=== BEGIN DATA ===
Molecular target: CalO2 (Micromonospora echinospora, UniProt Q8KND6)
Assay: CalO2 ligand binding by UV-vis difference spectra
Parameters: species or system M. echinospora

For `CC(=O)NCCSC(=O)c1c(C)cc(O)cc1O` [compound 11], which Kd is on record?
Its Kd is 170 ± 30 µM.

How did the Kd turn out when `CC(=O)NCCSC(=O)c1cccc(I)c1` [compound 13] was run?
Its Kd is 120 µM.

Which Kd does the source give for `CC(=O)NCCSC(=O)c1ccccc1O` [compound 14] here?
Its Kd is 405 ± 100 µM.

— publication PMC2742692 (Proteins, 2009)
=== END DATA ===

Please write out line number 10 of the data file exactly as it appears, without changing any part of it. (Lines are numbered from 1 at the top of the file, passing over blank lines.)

— publication PMC2742692 (Proteins, 2009)